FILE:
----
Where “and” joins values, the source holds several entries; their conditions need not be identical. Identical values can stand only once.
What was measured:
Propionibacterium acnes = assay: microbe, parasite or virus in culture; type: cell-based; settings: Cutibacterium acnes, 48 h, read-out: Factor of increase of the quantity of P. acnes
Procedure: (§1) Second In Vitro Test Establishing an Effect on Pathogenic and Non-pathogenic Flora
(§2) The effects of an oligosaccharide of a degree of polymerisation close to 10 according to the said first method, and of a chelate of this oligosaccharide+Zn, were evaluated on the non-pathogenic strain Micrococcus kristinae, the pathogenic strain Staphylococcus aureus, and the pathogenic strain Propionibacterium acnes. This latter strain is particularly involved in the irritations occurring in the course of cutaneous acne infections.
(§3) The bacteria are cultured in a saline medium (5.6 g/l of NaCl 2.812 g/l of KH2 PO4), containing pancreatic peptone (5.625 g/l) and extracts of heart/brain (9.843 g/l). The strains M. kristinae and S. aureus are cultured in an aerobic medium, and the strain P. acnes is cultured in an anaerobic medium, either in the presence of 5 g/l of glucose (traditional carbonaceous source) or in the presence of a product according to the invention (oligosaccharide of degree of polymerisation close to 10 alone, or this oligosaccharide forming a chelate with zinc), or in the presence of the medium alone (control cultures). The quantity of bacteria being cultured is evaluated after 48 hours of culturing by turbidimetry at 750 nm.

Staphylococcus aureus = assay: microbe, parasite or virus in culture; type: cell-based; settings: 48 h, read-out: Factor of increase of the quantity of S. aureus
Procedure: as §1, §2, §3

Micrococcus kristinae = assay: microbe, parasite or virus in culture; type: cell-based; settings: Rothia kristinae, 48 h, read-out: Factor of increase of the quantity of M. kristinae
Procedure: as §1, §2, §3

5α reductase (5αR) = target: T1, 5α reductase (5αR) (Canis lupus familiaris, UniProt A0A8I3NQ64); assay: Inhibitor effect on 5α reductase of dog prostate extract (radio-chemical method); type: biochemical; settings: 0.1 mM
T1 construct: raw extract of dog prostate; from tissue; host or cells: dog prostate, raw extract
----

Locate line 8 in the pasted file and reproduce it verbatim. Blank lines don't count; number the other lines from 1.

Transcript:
Procedure: as §1, §2, §3